NASA announced the STS-133 crew on September 18, 2009 and training began in
October 2009. STS-133 was originally scheduled for launch on September 16, 2010.
In June 2010 the launch date was moved to the end of October 2010.
On November 5 2010,
Discovery's liftoff to the International Space Station was postponed because of
a leak in the ground umbilical carrier plate (GUCP) at Launch Pad 39A, which
prompted a scrub of the launch attempt.
Discovery's six STS-133 astronauts left NASA's Kennedy Space Center in their
T-38 jets shortly after 3 p.m. EDT, November 5, to return home to NASA's
Johnson Space Center in Houston.
Mission managers examined a crack in the external tank foam that
developed as supercold liquid hydrogen and liquid oxygen were being drained from
the tank. Inspection of the tank revealed cracks in foam insulation in the
flange between the intertank and liquid Oxygen tank. The cracks are believed to
have occurred about an hour after super cold propellants began flowing into
Discovery's external tank for the 05 November launch attempt. The cracks in
Discovery's tank are the first to be found at the launch pad.
On December 17, 2010 NASA shuttle managers stated that more tests and analysis
are needed to determine the problems on the space shuttle.
Steve Bowen replaced Tim Kopra as Mission Specialist 2 following a bicycle
injury on January 15, 2011 that prohibited Kopra from supporting the launch
window. Bowen last flew on Atlantis in May 2010 as part of the STS-132 crew.
Flying on the STS-133 mission will make Bowen the first astronaut ever to fly on
Space Shuttle Discovery was launched on February 24, 2011 and landed on March
* STS-133 left Leonardo (one of the three Multi-Purpose Logistics Modules) on the Space Station as a Permanent Multipurpose Module (PMM).
It was to be used primarily for storage of spares, supplies and waste on the ISS.
* The Express Logistics Carrier 4 (ELC4) carried several Orbital Replacement
Units (ORUs). A Heat Rejection System Radiator (HRSR) Flight Support Equipment (FSE),
which took up one whole side of the ELC. The other primary ORU was the ExPRESS Pallet Controller Avionics 4 (ExPCA #4).
Space Shuttle Discovery carried Robonaut 2 to the International Space
Station. Robonaut 2 was the first humanoid robot in space and although its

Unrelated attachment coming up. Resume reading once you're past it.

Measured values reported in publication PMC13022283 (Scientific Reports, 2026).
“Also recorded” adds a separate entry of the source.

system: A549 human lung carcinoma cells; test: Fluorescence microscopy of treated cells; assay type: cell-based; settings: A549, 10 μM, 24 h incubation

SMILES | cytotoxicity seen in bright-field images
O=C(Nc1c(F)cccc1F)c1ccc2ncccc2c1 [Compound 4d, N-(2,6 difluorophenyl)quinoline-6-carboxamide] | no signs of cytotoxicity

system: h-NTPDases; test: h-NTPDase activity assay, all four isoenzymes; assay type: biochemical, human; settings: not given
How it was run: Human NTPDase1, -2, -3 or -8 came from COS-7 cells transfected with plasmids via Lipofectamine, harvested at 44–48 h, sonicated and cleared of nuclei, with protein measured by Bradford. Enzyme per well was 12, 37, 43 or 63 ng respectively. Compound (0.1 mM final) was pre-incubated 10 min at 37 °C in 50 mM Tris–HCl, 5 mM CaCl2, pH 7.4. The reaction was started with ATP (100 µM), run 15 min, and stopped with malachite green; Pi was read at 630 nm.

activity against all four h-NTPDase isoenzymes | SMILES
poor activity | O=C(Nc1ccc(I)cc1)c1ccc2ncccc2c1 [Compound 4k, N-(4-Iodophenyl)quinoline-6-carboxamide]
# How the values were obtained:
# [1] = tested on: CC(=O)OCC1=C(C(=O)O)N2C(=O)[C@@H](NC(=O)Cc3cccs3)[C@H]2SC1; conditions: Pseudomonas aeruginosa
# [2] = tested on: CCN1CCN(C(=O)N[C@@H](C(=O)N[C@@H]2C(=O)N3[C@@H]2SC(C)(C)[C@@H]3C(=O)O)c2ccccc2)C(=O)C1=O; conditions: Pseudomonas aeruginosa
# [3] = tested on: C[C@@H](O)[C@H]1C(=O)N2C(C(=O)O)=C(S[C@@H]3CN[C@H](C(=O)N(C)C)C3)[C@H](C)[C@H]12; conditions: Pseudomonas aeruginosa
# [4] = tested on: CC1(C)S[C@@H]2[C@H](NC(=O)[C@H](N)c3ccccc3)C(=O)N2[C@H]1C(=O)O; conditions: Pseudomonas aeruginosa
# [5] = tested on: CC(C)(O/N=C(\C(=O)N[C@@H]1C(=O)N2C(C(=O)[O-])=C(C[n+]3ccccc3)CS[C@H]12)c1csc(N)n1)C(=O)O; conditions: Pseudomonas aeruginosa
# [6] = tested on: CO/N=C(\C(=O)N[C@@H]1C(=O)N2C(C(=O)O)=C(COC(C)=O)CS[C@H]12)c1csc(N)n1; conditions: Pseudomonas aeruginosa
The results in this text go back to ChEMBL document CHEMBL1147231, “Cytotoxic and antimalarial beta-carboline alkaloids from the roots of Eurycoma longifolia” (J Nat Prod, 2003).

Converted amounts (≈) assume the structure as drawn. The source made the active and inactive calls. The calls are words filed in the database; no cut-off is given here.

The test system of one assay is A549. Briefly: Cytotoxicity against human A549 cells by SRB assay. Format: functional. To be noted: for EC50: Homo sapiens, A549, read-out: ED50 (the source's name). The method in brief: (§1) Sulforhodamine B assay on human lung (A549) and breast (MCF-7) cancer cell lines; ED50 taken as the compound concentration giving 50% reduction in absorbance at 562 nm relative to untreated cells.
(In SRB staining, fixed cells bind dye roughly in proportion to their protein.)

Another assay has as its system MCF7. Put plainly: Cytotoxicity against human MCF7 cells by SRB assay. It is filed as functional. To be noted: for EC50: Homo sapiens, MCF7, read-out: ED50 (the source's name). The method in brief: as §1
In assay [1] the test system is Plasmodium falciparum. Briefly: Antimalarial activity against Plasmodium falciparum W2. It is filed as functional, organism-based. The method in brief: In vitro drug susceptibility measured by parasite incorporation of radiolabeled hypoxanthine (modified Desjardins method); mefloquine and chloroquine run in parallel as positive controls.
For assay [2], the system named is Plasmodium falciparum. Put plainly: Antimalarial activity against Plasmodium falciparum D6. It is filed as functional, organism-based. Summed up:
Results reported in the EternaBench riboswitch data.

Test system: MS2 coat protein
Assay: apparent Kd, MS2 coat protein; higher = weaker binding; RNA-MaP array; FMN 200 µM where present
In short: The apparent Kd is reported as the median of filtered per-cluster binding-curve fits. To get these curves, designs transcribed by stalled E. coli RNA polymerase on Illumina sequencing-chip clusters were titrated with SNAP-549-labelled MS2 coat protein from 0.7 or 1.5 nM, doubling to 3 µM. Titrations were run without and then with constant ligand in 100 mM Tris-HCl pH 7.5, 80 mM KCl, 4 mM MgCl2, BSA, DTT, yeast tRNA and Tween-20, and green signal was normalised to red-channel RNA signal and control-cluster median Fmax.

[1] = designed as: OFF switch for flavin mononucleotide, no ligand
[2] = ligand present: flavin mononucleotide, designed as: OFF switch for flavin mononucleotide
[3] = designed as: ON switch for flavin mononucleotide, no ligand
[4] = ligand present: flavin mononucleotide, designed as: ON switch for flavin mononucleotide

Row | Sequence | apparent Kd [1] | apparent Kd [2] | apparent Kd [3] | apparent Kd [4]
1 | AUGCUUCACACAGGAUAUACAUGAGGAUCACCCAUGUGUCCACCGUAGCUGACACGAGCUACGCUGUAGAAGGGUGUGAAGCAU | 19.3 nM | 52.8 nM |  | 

primary job for in 2011 was teaching engineers how dexterous robots behave in space,
the hope is that through upgrades and advancements, it could one day venture
outside the station to help spacewalkers make repairs or additions to the
station or perform scientific work.
* Space Shuttle Discovery was set to carry SpaceX's DragonEye (DE) relative
navigation sensor on STS-133. The sensor is expected to be installed two weeks
later than planned, following a laser rod failure during testing.
* STS-133 carried the signatures of more than 500,000 students who are
participated in the 2010 Student Signatures in Space program, which was jointly
sponsored by NASA and Lockheed Martin. The students added their signatures to
posters May 2010 as part of the annual Space Day celebration. Through their
participation, students also received standards-based lessons that contained an
exciting space theme. Student Signatures in Space has been active since 1997. In
that time, nearly 7 million studentsí signatures from 6,552 schools have been
flown on 10 Space Shuttle missions.
* Also aboard Discovery were hundreds of flags, bookmarks and patches
which were handed out when the mission returned. The mission will also flew two
small LEGO space shuttles in honor of a new educational partnership between Lego
and NASA. Astronauts also carried personal mementos including medallions with
connections to their schools or military service as well as a William
Shakespeare action figure from the University of Texas English Department. A
stuffed giraffe mascot from the Hermann Childrens' Hospital at the University of
Texas, T-shirts from Lomax Junior High School in La Porte, Texas, a blue, one
from a volunteer fire department and a Hawaiian shirt from NASA Johnson Space
Center's Education Office.
1. Steven W. Lindsey (Commander)
2. Eric A. Boe (Pilot)
3. Benjamin Alvin Drew, Jr. (Mission Specialist 1)
Benjamin Alvin Drew Jr. will be the last African-American astronaut to fly on
the space shuttle.
4. Steve Bowen (Mission Specialist 2)
5. Michael R. Barratt (Mission Specialist 3)
6. Nicole Stott (Mission Specialist 4)
Note: Bowen replaced astronaut Tim Kopra, who was injured in a bicycle accident
in January 2011.